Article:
But, I really do love ice cream. One time I made a planter arrangement with lots of different pastel colors and the first thing I thought of when I looked at it was rainbow sherbet. So, that was a wonderful association… except for my diet!

So… if your arrangement is sparking some weird associations, that’s totally normal. If it’s a positive association (like rainbow sherbet ice cream), go for it. If it’s something you don’t particularly like (Ronald)… maybe you need to adjust it.

7 Divide plants to fill multiple containers for less money

Did you know that just because you purchase one plant in a pot… it doesn’t mean that it’s only one plant? My mind was blown when I first realized this. And now I will never go back to purchasing premade arrangements.

Take a look inside of the plant that you’re about to buy. Do you see multiple stems coming out of the soil? If so, it’s likely that the plant can be divided into at least two different plants.

Actually, the ornamental pepper bush in the video above was actually 5 separate plants. So, I purchased one pot for $7.99 and was able to divide that into 5 different plants for my containers! Not a bad deal, right?

If you want to learn more about how to split plants in containers, just watch this video and I’ll show you how to do it.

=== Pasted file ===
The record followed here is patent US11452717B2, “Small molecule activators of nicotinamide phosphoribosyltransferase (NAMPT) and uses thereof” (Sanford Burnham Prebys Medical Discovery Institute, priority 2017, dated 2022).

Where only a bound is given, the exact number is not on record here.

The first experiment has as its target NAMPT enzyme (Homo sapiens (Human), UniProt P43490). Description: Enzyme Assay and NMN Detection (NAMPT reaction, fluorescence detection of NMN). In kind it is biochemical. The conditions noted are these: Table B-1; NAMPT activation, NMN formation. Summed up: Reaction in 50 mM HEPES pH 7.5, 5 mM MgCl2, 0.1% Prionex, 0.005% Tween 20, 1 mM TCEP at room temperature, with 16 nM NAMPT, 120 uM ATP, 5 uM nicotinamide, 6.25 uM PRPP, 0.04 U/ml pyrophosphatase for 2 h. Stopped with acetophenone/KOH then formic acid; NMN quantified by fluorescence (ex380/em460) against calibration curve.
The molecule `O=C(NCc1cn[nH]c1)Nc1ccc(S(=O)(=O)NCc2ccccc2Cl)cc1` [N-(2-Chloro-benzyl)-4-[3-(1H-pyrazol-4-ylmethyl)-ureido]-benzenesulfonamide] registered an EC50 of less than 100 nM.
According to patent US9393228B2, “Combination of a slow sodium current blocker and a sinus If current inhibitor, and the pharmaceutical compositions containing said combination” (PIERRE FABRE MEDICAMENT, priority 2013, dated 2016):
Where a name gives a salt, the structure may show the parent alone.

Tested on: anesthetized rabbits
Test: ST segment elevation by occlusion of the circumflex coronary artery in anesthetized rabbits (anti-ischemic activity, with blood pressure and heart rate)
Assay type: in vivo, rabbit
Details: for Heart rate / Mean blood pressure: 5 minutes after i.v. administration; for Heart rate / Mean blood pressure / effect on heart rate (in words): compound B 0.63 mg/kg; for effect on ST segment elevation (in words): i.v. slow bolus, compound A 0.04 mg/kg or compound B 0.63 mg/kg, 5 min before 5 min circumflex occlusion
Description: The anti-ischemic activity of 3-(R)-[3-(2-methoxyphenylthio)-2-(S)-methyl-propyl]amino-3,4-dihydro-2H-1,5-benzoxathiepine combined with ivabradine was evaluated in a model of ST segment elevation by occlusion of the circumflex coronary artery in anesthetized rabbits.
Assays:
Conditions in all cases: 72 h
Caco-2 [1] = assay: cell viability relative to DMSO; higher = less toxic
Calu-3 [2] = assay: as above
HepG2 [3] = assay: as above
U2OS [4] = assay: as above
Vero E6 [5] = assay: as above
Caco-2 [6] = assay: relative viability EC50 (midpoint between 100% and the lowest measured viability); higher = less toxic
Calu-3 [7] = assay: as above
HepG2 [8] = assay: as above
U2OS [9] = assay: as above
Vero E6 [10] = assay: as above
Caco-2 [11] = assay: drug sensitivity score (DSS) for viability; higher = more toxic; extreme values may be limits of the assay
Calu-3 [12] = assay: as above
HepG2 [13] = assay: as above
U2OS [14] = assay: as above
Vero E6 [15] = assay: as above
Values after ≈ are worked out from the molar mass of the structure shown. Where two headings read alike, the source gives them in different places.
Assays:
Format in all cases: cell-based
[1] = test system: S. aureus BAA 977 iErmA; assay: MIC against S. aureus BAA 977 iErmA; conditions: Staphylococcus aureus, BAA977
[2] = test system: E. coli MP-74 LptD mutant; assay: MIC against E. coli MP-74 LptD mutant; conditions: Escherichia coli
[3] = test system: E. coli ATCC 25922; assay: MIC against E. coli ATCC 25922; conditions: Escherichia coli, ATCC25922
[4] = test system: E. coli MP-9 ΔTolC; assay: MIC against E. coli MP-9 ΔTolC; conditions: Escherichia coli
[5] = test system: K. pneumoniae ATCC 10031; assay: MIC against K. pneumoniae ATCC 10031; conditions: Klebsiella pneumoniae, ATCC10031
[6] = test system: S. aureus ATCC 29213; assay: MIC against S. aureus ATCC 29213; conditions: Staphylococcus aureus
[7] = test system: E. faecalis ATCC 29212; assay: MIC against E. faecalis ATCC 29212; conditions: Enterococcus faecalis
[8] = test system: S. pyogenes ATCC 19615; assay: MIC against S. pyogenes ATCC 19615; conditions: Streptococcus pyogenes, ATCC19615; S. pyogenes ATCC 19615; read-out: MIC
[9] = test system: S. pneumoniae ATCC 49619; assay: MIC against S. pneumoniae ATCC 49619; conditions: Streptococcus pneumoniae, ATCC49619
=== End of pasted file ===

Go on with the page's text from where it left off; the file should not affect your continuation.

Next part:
Quick Tip: If you’re looking for more gorgeous fall container ideas, head over to this post, 10 Fall Flower Containers with a Unique Twist 

BONUS- Use a self-watering planter

If you’re getting into container gardening, self-watering planters are a great option. Not only do they save you time having to water each day, but overall will lead to healthier and happier plants that are consistently getting the moisture they need to survive.

You can purchase these planters at nurseries and home improvement stores. But, you can also fairly easily turn a container you love into a self-watering planter.

What did I plant?

four plant choices for container separated into blocks
Black pearl ornamental pepper, Mambo ornamental pepper bush, Celosia twisted Orange, Jade princess Millet

From left to right, here are my fall container arrangement plant choices:

  1. Black pearl ornamental pepper Capsicum annuum black pearl
  2. Mambo ornamental pepper bush Capsicum annuum Mambo
  3. Celosia twisted Orange Cockscomb Celosia argentea var. cristata ‘Twisted Orange’
  4. Jade princess Millet Pennisetum glaucum ‘Jade Princess’

Wrapping Up

When creating your own container arrangement, start with one plant as inspiration and go form there. Then, find a plant to compliment your inspiration plant. Then, another plant that contrasts it in either color, leaf shape, texture or size…. or all of the above. Next, you want to make sure you include something tall, something bushy and something low to cover the dirt (or even “spill over” the container). Lastly, have fun and enjoy the process of choosing your plants and arranging them in your containers. If you liked this post about container arrangements, you’ll definitely want to check out my top tips for arranging plants in your landscape.

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Closeups of orange, purple and green plants; How to arrange plants in containers